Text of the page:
St. Kilda vs Carlton
With the Top 8 now set after Round 22’s results, St. Kilda and Carlton will basically play off for 9th. Expect any players who’ve been fronting up with consistent niggles to be possibly iced up in preparation for 2013 – this includes Mitch Robinson (calf and eye) and Nick Riewoldt (knee – already ruled out), who they’ve elected not to risk in a game that effectively means less than nothing.
Essendon vs Collingwood
Essendon’s year is over, so anyone under any shred of doubt won’t be risked given their already monumental injury list. We shouldn’t see Ryder again (knee), while there’s every chance that someone like Zaharakis or Stanton will be pulled after seemingly tiring late this season. As for the Pies, this game is a must-win if they want to make the Top 4, and if the Eagles win, it’ll come down to percentage. They’ll go all out, but don’t be surprised if they rest Heath Shaw this week anyway; Heater has apparently been battling soreness for over a month now.
Adelaide vs Gold Coast
Two weeks ago, this would have been a real danger game for Thompson or Dangerfield owners, but then the Crows dropped a game to the lowly Lions and suddenly Adelaide can’t afford to mess with their form. If Adelaide wants any chance of making the Top 2 this week, they’ll need a win – and they’ll need to win big to increase those odds. I’m more worried about Ablett, who obviously was carrying a virus last week and could theoretically be rested this week if flu-like symptoms dog him for another week.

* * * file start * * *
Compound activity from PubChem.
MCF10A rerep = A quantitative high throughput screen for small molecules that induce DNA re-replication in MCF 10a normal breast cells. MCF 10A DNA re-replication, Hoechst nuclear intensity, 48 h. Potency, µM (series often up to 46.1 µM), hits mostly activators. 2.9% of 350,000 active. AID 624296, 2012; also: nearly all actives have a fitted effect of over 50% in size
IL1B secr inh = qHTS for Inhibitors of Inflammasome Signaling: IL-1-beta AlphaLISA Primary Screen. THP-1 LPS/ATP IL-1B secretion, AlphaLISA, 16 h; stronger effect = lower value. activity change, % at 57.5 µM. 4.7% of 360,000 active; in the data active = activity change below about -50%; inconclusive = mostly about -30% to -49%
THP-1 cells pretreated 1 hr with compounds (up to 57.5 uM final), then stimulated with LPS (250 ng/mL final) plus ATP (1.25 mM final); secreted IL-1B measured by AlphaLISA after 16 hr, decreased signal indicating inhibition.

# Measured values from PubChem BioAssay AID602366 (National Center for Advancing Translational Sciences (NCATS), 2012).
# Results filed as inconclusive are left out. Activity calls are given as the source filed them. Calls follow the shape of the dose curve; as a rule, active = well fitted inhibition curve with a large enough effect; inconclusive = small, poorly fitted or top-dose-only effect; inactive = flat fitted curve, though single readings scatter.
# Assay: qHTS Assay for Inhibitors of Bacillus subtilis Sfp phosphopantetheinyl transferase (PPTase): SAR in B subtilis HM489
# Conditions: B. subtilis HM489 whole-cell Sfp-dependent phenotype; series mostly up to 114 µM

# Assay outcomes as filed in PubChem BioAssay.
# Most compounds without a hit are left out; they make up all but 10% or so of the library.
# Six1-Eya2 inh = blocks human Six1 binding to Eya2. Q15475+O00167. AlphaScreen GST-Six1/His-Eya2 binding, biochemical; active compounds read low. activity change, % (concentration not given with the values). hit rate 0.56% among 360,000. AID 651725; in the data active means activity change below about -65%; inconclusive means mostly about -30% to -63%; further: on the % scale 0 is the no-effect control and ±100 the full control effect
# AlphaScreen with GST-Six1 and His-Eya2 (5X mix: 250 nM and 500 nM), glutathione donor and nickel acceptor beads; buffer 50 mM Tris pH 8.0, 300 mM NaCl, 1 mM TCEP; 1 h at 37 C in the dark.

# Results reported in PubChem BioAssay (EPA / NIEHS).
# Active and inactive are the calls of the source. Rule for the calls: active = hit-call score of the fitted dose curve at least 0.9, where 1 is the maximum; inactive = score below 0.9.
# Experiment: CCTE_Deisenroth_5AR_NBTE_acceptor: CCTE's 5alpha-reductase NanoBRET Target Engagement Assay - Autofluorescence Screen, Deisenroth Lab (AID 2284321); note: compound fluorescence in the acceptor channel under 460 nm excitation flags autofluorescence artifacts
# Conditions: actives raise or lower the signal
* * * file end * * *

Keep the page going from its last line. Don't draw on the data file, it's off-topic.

Brisbane vs Western Bulldogs
Boyd isn’t the type of player to call it quits on a season early, and being the Captain, he has a moral obligation to hang around. As for Lake, Adcock and Rockliff, well, they have a little more wriggle room. Lake was a late withdrawal last week and could easily miss again, Adcock has a history of injury and could be cotton-wooled for 2013, and Rockliff hasn’t seemed like himself all season. Any could be given an early holiday this week, but odds are that they’ll march out as per usual.
Severe Weather Warning
GWS vs North Melbourne & Fremantle vs Melbourne
This is where it gets interesting. If Sydney beats Geelong, then North & Fremantle still have a chance to sneak into 6th – it all depends on percentage at that point, and it will basically come down to whoever smashes their meek opponents by more. In this situation, it’s hard to see either side resting any key players, although Pavlich is still under an injury cloud regardless.